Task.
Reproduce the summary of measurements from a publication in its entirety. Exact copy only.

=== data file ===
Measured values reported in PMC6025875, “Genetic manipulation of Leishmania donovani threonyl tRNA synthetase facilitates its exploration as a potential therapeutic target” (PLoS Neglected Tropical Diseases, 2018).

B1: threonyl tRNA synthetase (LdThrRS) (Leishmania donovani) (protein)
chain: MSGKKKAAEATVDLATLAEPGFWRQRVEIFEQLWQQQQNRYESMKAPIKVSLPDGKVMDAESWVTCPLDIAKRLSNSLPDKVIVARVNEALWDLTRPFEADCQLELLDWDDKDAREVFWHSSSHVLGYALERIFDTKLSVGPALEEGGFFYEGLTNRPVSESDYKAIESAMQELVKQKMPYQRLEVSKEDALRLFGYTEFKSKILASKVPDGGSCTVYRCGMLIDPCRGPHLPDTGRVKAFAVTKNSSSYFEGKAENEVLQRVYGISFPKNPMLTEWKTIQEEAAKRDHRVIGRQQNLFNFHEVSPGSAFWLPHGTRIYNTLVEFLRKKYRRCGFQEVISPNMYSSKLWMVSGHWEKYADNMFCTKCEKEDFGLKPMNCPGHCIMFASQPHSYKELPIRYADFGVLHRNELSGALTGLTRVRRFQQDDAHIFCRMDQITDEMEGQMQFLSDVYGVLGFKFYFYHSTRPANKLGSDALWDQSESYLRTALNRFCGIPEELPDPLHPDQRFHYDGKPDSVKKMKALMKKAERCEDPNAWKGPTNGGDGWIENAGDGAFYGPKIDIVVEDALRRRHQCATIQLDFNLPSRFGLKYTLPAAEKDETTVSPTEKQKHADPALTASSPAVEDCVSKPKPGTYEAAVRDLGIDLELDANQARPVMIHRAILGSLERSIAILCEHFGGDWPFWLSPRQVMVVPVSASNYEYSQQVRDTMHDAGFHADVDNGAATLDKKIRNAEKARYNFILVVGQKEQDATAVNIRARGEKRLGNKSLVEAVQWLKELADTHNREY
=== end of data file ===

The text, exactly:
Measured values reported in PMC6025875, “Genetic manipulation of Leishmania donovani threonyl tRNA synthetase facilitates its exploration as a potential therapeutic target” (PLoS Neglected Tropical Diseases, 2018).

B1: threonyl tRNA synthetase (LdThrRS) (Leishmania donovani) (protein)
chain: MSGKKKAAEATVDLATLAEPGFWRQRVEIFEQLWQQQQNRYESMKAPIKVSLPDGKVMDAESWVTCPLDIAKRLSNSLPDKVIVARVNEALWDLTRPFEADCQLELLDWDDKDAREVFWHSSSHVLGYALERIFDTKLSVGPALEEGGFFYEGLTNRPVSESDYKAIESAMQELVKQKMPYQRLEVSKEDALRLFGYTEFKSKILASKVPDGGSCTVYRCGMLIDPCRGPHLPDTGRVKAFAVTKNSSSYFEGKAENEVLQRVYGISFPKNPMLTEWKTIQEEAAKRDHRVIGRQQNLFNFHEVSPGSAFWLPHGTRIYNTLVEFLRKKYRRCGFQEVISPNMYSSKLWMVSGHWEKYADNMFCTKCEKEDFGLKPMNCPGHCIMFASQPHSYKELPIRYADFGVLHRNELSGALTGLTRVRRFQQDDAHIFCRMDQITDEMEGQMQFLSDVYGVLGFKFYFYHSTRPANKLGSDALWDQSESYLRTALNRFCGIPEELPDPLHPDQRFHYDGKPDSVKKMKALMKKAERCEDPNAWKGPTNGGDGWIENAGDGAFYGPKIDIVVEDALRRRHQCATIQLDFNLPSRFGLKYTLPAAEKDETTVSPTEKQKHADPALTASSPAVEDCVSKPKPGTYEAAVRDLGIDLELDANQARPVMIHRAILGSLERSIAILCEHFGGDWPFWLSPRQVMVVPVSASNYEYSQQVRDTMHDAGFHADVDNGAATLDKKIRNAEKARYNFILVVGQKEQDATAVNIRARGEKRLGNKSLVEAVQWLKELADTHNREY